A normal day in Rio

We are on the eve of the first gold medal races (Sunday), in the RS:X windsurfers, and there is a buzz around the marina mixed with relief as last of the classes (49er skiffs) finally began their campaign on Friday, day five of the competition – a long wait!

The Olympic Broadcasting Service helicopters have just flown overhead – same time every day, 12:36 – to get into position on the live course which unfortunately hasn’t really delivered the best footage of these Olympic Games. The OBS can’t move production to the outer courses so the stills photographers have been the ones capturing the most dramatic images. Frustrating but the nature of the sport is being at the mercy of the weather.

A normal day at this stage is a late morning arrival, catch up on emails then from 13:05 I watch the TV that has the complete broadcast from the live course (sorry I know this will cause a lot of jealousy back home), and have multiple web pages open.

We’ve had some big days summarising six to eight classes per day and usually interviewing the top two in each class in two different mixed zones. A mixed zone is a long fenced and segregated area where the athletes walk along one side and speak to media in an order that is very carefully managed by a mixed zone manager and their assistants.

Olympic Broadcasting Services (Olympic channel) is first, then the rights holders (paid to be there), then other TV and then at the end the press mixed zone which is for all other media and where the writers wait to speak to the athletes.

We split up our team of three, one recording the OBS interviews but not able to ask questions then we have a roaming person who follows the athletes along the fence to see if they give the ‘killer quote’ to another media outlet, or to interview them ourselves. The third reporter is over at the Flamengo beach mixed zone.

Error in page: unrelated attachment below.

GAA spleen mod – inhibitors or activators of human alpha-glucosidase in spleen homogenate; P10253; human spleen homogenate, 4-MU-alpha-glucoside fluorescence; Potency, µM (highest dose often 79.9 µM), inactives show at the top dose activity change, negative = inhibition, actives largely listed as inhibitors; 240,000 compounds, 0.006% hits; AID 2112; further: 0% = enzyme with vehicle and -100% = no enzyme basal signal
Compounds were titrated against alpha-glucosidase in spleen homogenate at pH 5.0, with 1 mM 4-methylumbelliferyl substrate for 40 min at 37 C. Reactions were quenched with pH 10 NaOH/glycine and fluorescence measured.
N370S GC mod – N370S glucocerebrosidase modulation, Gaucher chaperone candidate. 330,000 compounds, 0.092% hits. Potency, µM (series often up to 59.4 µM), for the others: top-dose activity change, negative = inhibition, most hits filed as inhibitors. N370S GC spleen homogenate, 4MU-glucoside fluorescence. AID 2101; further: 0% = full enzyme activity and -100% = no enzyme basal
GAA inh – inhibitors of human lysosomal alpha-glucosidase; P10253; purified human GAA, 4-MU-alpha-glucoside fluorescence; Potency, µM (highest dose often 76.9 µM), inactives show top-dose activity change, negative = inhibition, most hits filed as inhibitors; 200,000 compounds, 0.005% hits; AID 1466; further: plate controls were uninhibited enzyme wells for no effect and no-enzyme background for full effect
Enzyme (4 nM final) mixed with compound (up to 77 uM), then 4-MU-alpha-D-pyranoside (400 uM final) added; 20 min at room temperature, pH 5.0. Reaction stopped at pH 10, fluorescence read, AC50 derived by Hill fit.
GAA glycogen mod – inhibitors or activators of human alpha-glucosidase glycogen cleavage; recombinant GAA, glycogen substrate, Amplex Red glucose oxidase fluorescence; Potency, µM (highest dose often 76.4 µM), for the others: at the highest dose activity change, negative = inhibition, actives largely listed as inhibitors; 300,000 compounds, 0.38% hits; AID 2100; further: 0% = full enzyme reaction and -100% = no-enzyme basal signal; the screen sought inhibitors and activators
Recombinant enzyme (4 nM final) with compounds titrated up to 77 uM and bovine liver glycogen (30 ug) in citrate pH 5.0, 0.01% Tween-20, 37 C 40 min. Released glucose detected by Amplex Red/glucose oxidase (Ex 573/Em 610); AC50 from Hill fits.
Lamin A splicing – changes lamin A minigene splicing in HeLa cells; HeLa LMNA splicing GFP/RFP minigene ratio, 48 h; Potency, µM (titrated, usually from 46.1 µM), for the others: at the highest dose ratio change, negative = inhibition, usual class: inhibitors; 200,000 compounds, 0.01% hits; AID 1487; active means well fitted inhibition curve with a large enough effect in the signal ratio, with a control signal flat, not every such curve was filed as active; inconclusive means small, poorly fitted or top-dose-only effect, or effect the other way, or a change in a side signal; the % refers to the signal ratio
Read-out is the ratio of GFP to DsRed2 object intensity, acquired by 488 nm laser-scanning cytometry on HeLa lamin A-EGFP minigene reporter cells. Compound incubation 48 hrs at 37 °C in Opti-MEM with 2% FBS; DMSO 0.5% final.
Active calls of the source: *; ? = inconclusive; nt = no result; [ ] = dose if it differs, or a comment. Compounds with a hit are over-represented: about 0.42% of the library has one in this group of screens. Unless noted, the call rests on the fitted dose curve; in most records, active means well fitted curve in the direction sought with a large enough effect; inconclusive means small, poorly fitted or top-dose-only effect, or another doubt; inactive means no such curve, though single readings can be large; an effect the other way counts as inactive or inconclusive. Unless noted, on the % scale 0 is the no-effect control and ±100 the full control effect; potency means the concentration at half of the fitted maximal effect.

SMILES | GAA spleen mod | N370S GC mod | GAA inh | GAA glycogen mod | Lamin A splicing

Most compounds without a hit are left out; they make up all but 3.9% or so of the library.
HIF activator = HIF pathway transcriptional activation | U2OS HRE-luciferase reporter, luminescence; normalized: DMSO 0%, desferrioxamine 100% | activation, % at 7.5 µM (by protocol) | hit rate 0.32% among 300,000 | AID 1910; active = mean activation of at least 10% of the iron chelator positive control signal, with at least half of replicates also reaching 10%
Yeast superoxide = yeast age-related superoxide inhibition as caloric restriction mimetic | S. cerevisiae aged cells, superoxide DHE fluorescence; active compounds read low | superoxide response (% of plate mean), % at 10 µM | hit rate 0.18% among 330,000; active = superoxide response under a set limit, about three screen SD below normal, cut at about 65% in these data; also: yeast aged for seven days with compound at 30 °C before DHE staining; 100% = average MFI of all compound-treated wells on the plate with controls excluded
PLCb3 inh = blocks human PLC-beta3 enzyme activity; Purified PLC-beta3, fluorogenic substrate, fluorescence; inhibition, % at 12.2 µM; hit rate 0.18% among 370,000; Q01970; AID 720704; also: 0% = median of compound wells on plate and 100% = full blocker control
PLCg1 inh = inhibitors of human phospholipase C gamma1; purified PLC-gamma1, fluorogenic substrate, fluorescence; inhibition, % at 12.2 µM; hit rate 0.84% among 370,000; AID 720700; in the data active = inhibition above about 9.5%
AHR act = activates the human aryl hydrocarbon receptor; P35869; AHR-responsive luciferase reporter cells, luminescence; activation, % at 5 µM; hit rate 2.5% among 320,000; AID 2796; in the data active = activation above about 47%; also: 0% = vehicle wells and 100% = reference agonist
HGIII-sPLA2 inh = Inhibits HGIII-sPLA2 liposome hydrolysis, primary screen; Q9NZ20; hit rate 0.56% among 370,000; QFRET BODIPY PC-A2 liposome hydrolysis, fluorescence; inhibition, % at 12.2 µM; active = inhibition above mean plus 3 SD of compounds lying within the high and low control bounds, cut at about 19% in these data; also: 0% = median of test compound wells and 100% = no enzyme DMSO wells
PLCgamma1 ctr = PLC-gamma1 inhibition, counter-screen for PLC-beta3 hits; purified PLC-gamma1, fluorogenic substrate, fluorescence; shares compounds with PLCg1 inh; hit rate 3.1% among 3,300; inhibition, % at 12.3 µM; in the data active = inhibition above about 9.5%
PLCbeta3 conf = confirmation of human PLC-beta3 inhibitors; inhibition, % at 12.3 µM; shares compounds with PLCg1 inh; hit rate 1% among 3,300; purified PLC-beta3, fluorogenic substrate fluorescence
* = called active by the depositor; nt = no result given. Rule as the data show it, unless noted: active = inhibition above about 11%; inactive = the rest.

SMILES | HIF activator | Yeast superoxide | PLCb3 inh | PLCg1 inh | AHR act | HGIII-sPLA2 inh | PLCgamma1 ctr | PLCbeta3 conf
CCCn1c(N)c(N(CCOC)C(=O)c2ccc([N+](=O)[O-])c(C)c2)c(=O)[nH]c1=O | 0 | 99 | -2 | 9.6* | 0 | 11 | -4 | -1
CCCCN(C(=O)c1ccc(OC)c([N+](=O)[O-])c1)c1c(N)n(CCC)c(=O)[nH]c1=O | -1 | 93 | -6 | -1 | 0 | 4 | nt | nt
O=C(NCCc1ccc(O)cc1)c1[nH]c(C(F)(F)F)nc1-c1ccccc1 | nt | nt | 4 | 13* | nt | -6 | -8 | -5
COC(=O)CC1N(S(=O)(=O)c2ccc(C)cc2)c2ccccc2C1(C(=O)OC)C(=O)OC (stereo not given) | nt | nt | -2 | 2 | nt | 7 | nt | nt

A team of language services staff hang in the background, in case they are needed to translate between the various media outlets and the athlete.

Eight classes use the main mixed zone at the marina and the Nacras and RS:Xs the beach mixed zone, next to the dais where the medal presentations will all happen August 14-18.

Other than my daily review, we produce up to three sets of athlete flash quotes, which are the best comments we select from our interviews to go into the accredited media portal.

I leave Rio in one week and I know I’ve broken the back of my first international event. It is an amazingly rewarding working alongside the sports great writers, photographers and commentators, and my professional confidence at an all-time high.

There was going to be a blog about Brazilian food but really I haven’t put my finger on the essence of their fare apart from incredibly tasty/salty Brazilian meat, empanadas and multiple variations on the pastry pocket, black beans and rice, pizza, pasta, cheesy balls, hamburgers…..

I’ve had no time to do a food tour but would recommend this to anyone planning a visit.

Hope whoever you are following does well in the medal round. Go Aussies.